picture of man hands signing contract (lev dolgachov)
The current notice of intent to contract and request for proposals issued by the city of Philadelphia to create a for-profit agency to represent indigent defendants in criminal cases has been canceled by the city.
The Jan. 3 notice of intent to award the contract to criminal defense attorney Daniel-Paul Alva of Philadelphia-based Alva & Associates was revoked by the city government Wednesday. A city official said the city will start the entire RFP process anew as a result. A date for that launch was not given.
Alva said the contract was canceled because of an error he made in the written language of the contract.
“I’m very disappointed. It wasn’t canceled because of the merits of the contract, it was canceled because I made an error in the wording. And so the city revoked its intent,” he said.
Alva added that he was “most sorry for the city that has gone through this process for over a year-and-a-half and the indigent who need representation.”
Deputy Mayor Everett Gillison said that Alva’s proposed firm was incorrectly named as an LLC, when it was not one.
“This has nothing to do with the great work he was going to do for poor people,” Gillison said. “But I could not sign the paper on my desk today because of the mistake.” He added that Alva had “placed the wrong entity on the documents … and we are sticklers for following the rules.”
Gillison said additionally that “we have our rules for a reason and we abide by our rules. We revoked the notice of intent to contract and the notice has been taken down … and the city will withdraw that opportunity that has been out there for over a year-and-a-half and we will put up a new one in the near future.”
Councilman Dennis O’Brien said that he was glad that the contract was going back to square one because it would give the Nutter administration a chance to revisit the plan with the constitutional rights of the indigent in mind.
O’Brien has been a staunch opponent of the notion of a for-profit legal entity representing indigent defendants since its inception.
In a Dec. 18 letter addressed to Mayor Michael A. Nutter provided to The Legal by O’Brien’s office, O’Brien urged Nutter to restart the conflict counsel process.
In the letter, O’Brien referenced a ruling by the U.S. District Court for the Western District of Washington outlining the responsibility of local governments to provide indigent defense. He said in that ruling the court ruled two cities “were responsible for the systematic deficiencies that deprived the indigent of their constitutional right to meaningful representation.”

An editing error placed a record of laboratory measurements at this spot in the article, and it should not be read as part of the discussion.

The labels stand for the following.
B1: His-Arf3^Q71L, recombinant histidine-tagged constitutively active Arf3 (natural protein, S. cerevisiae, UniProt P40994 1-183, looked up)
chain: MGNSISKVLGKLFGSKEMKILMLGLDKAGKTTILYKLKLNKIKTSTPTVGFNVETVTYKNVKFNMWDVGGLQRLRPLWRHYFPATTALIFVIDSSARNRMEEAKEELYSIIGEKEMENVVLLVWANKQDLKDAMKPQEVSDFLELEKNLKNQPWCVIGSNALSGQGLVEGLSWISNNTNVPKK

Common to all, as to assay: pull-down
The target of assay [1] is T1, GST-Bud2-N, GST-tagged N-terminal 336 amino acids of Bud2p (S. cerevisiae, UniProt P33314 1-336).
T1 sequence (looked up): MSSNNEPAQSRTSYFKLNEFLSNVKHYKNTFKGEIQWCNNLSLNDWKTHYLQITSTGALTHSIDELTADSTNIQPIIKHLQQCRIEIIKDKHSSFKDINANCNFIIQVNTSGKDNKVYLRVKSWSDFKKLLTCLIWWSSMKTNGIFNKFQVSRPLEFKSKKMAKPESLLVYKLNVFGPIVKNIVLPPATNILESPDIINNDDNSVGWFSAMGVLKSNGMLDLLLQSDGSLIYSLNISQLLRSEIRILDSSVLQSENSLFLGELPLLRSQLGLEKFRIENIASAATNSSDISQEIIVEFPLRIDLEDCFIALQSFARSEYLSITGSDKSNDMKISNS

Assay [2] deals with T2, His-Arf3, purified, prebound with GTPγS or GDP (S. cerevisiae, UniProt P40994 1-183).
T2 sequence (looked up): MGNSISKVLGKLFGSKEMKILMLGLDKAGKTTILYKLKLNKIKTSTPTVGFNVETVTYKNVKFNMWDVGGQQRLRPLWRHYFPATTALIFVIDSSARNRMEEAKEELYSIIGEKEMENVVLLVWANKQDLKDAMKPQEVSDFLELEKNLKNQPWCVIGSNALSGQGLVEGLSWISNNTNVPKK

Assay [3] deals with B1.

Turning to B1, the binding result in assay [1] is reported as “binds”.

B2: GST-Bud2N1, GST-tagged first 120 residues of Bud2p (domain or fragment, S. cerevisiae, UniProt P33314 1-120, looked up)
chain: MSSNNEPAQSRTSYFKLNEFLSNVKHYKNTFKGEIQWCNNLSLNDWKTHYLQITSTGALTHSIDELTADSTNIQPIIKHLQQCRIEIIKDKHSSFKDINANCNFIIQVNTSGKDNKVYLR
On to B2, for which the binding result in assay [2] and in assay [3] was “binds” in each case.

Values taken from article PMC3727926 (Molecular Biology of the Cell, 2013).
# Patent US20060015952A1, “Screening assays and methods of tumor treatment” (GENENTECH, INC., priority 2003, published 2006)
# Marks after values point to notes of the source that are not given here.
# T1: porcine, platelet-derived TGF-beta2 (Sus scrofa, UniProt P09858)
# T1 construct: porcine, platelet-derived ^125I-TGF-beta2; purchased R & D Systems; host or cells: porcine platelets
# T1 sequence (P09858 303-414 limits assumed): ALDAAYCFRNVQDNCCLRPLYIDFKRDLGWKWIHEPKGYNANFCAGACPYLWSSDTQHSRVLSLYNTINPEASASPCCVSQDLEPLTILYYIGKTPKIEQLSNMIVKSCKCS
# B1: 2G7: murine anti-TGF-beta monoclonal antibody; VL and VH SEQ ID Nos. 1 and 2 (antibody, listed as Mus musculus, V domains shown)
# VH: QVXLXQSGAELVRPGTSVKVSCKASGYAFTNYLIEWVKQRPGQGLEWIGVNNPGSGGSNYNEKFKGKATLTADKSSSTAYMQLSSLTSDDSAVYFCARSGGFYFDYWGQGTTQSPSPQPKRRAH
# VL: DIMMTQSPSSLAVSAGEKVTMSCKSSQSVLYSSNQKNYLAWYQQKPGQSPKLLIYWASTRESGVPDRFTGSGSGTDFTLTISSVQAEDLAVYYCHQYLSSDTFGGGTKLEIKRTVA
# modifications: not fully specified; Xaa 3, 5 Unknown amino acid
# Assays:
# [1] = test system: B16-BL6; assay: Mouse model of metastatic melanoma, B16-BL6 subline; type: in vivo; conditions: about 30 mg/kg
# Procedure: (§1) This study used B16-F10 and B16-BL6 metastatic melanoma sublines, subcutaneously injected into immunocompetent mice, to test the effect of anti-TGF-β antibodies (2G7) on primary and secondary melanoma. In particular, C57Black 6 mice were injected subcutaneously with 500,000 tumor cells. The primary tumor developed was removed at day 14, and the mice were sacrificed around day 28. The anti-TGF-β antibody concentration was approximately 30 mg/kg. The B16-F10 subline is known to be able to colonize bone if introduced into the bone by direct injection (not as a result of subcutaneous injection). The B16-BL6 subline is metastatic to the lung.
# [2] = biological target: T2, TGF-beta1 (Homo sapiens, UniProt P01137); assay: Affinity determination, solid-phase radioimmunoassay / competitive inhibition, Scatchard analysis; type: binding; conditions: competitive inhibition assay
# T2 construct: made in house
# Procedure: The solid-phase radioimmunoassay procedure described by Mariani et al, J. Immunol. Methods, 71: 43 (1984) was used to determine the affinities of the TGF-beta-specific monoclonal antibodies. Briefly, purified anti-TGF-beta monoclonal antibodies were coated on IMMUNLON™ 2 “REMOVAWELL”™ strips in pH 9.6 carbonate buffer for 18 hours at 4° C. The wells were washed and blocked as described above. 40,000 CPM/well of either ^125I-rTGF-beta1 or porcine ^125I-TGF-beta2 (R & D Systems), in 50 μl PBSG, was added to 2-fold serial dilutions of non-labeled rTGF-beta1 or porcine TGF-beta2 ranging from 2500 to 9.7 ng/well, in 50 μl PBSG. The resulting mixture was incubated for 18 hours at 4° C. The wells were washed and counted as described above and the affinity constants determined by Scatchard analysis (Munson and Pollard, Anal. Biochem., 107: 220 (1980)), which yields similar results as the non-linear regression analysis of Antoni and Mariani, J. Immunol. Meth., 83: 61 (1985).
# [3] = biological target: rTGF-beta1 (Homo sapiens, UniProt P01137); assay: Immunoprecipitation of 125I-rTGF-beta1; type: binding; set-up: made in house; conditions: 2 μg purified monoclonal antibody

According to O’Brien, the court in Wilbur v. City of Mount Vernon found deprivations in constitutional rights, flaws with a flat-fee contract method, and absence of supervision and performance standards in those cities’ indigent defense programs. O’Brien added that the proposed system in Philadelphia was on a similar path.
O’Brien also pointed out in his letter that several witnesses who testified at the Oct. 7 City Council law and government committee hearing found similar deficiencies in the proposed model.
The Legal reported that, at that hearing, Gillison defended the proposed legal organization.
“We’re looking at a model for delivery that will provide for the city,” Gillison said before the committee. “This matter, I believe, will be a good thing for the legal community and for poor people in general. I know what all the concerns are; a lot of them, I think, are completely unfounded.”
O’Brien alleged during the hearing that the entire RFP process lacked transparency and significant communication between Gillison and the council about the specifics of the project.
“I personally made phone calls to you and they were not returned,” O’Brien had said to Gillison. “Emails were sent to you and they were not recognized. … I have yet to see that proposal.” O’Brien also questioned why the contract would only be awarded for one year, as many criminal cases take more than a year to resolve. Gillison had responded that the city charter prevented a multiyear contract.
Gillison had maintained that the process was undertaken with transparency, but certain aspects of the RFP could not be discussed.
“We have tried to be as apparent and overly transparent as possible,” Gillison had said. “This is a process that has been extremely inclusive and extremely collegial. What I’m trying to do is solve a pressing issue we have before us.”
In response to questions regarding the quality of attorneys who would potentially serve in the conflict-counsel organization, Gillison had said that most of the attorneys considered for the project possessed the requisite background and experience to do the job. He had also noted that attorneys with disciplinary records would not be precluded from serving as conflict attorneys in the proposed organization.